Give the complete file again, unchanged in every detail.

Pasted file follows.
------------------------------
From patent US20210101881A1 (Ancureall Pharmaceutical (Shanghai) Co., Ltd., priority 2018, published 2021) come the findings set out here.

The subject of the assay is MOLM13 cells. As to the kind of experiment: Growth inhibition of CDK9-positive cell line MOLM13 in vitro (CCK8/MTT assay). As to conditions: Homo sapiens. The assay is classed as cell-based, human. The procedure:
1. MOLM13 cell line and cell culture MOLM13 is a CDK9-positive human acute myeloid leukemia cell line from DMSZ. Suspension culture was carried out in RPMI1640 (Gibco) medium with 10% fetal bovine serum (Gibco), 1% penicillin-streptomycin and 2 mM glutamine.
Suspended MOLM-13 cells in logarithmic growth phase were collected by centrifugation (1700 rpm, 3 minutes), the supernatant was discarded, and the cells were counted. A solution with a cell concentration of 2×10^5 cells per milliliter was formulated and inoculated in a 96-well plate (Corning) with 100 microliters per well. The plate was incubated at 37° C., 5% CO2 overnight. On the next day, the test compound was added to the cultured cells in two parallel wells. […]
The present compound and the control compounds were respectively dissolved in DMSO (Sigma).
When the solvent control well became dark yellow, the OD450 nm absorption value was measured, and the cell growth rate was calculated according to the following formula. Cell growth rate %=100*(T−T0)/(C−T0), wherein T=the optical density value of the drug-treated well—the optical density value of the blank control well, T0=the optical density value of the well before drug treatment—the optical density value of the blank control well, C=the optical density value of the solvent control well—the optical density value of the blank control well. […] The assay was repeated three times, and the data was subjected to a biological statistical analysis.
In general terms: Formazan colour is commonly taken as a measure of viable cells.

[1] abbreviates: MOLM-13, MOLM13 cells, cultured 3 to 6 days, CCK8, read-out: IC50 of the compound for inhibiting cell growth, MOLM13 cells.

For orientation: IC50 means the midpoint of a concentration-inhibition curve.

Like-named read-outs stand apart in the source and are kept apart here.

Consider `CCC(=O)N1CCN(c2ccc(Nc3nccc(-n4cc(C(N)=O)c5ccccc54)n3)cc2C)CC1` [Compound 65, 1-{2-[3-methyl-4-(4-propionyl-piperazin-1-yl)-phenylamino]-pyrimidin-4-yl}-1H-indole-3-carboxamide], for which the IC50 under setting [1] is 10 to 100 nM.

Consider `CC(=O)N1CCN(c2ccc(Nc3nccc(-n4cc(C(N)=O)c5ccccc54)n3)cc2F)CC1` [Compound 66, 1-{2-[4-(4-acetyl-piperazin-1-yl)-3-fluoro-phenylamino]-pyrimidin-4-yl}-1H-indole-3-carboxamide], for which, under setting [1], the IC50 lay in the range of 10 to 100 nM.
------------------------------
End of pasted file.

From patent US20210101881A1 (Ancureall Pharmaceutical (Shanghai) Co., Ltd., priority 2018, published 2021) come the findings set out here.

The subject of the assay is MOLM13 cells. As to the kind of experiment: Growth inhibition of CDK9-positive cell line MOLM13 in vitro (CCK8/MTT assay). As to conditions: Homo sapiens. The assay is classed as cell-based, human. The procedure:
1. MOLM13 cell line and cell culture MOLM13 is a CDK9-positive human acute myeloid leukemia cell line from DMSZ. Suspension culture was carried out in RPMI1640 (Gibco) medium with 10% fetal bovine serum (Gibco), 1% penicillin-streptomycin and 2 mM glutamine.
Suspended MOLM-13 cells in logarithmic growth phase were collected by centrifugation (1700 rpm, 3 minutes), the supernatant was discarded, and the cells were counted. A solution with a cell concentration of 2×10^5 cells per milliliter was formulated and inoculated in a 96-well plate (Corning) with 100 microliters per well. The plate was incubated at 37° C., 5% CO2 overnight. On the next day, the test compound was added to the cultured cells in two parallel wells. […]
The present compound and the control compounds were respectively dissolved in DMSO (Sigma).
When the solvent control well became dark yellow, the OD450 nm absorption value was measured, and the cell growth rate was calculated according to the following formula. Cell growth rate %=100*(T−T0)/(C−T0), wherein T=the optical density value of the drug-treated well—the optical density value of the blank control well, T0=the optical density value of the well before drug treatment—the optical density value of the blank control well, C=the optical density value of the solvent control well—the optical density value of the blank control well. […] The assay was repeated three times, and the data was subjected to a biological statistical analysis.
In general terms: Formazan colour is commonly taken as a measure of viable cells.

[1] abbreviates: MOLM-13, MOLM13 cells, cultured 3 to 6 days, CCK8, read-out: IC50 of the compound for inhibiting cell growth, MOLM13 cells.

For orientation: IC50 means the midpoint of a concentration-inhibition curve.

Like-named read-outs stand apart in the source and are kept apart here.

Consider `CCC(=O)N1CCN(c2ccc(Nc3nccc(-n4cc(C(N)=O)c5ccccc54)n3)cc2C)CC1` [Compound 65, 1-{2-[3-methyl-4-(4-propionyl-piperazin-1-yl)-phenylamino]-pyrimidin-4-yl}-1H-indole-3-carboxamide], for which the IC50 under setting [1] is 10 to 100 nM.

Consider `CC(=O)N1CCN(c2ccc(Nc3nccc(-n4cc(C(N)=O)c5ccccc54)n3)cc2F)CC1` [Compound 66, 1-{2-[4-(4-acetyl-piperazin-1-yl)-3-fluoro-phenylamino]-pyrimidin-4-yl}-1H-indole-3-carboxamide], for which, under setting [1], the IC50 lay in the range of 10 to 100 nM.